Children learn more quickly and better when they are given breaks during an assignment, the POWER-PAC fact sheet “The Importance and Benefits of Reinstating Recess in the Chicago Public Schools” states. “This especially applies to native and foreign language recall, mathematical facts and text recall. Students pay better attention to tasks when they are given breaks. Children become temporarily bored with the stimulus in their environment. During recess, children experience the novelty of a new environment. After recess the classroom is a new stimulus again and children can pay better attention to the task they on which they are concentrating.”

Parents see that eliminating recess is academically counter productive.

Recess to fight obesity

POWER-PAC states that children will be healthier if given time during the day for recess. “Since 1980, the number of overweight children (ages 6 to 11years) has doubled and since 1970 it has tripled. Daily physical activity helps children control weight gain and augments the development of muscles and the growth of the heart and lungs in 4 to 12 year olds. It also has been correlated with higher self-esteem in adolescents. Recess has additional benefits, as children that are more physically active at school are more physically active at home after school.”

The Healthy Schools Campaign, a Chicago organization advocating for healthy school environments, states in its April press release that “recess has emerged as an important tool in combating childhood obesity.”

Recess helps fight childhood obesity and is linked to increased academic success and decreased discipline problems, the press release states.

“In the Latino neighborhood in which I live, I see the number of kids who are obese increasing dramatically,” said Jovita Flores of the Little Village Environmental Justice Organization. “I realized that we don’t have much physical activity in our schools, even though schools in other neighborhoods have recess and PE. [House Bill 1335] will give our children the chance to be healthy and active during the school day, something that children in many other schools are able to take for granted. When I recognized the disparities our children face, I knew I had to get involved.” While nearly 90 percent of Chicago schools do not have recess, most of the neighborhood and magnet schools on the north side, serving whiter and wealthier families, have recess, a Substance survey found.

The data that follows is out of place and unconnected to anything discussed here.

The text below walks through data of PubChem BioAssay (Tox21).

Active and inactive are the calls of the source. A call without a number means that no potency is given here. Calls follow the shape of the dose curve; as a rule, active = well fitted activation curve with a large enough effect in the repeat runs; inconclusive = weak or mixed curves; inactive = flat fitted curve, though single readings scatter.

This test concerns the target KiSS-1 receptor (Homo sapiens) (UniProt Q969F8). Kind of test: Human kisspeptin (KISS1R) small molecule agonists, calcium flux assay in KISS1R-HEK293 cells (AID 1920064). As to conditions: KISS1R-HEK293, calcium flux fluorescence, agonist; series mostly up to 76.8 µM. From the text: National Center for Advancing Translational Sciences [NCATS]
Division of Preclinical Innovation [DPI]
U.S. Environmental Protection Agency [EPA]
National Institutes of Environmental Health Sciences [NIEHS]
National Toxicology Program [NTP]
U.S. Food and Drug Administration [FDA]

POWER-PAC reports that nationally African-American students have less time for recess than their white counterparts. “Across the country, one out of every three African-American students in elementary school doesn’t have recess, whereas one out of every six white students doesn’t have recess.”

Social, emotional health

“Recess is not just about play,” Rep. Flowers told Substance. “It’s about talking, interacting, sharing, learning about your fellow man.”

POWER-PAC states that recess gives children the opportunity to develop socially and emotionally. “A child’s behavior on the playground is preparation for adulthood. They learn to make decisions, resolve conflict, respect rules, be self-disciplined, control aggression, solve problems and develop leadership skills. The relationships students create on the playground enhance and foster learning inside the classroom.”

Balance in education

“We’re suffering,” two Chicago kindergartens, in school for five and a half hours without recess, told Substance. “All we do is work.”

The American Association for the Child’s Right to Play notes that for many children, the opportunity to play with friends is an important reason for coming to school. 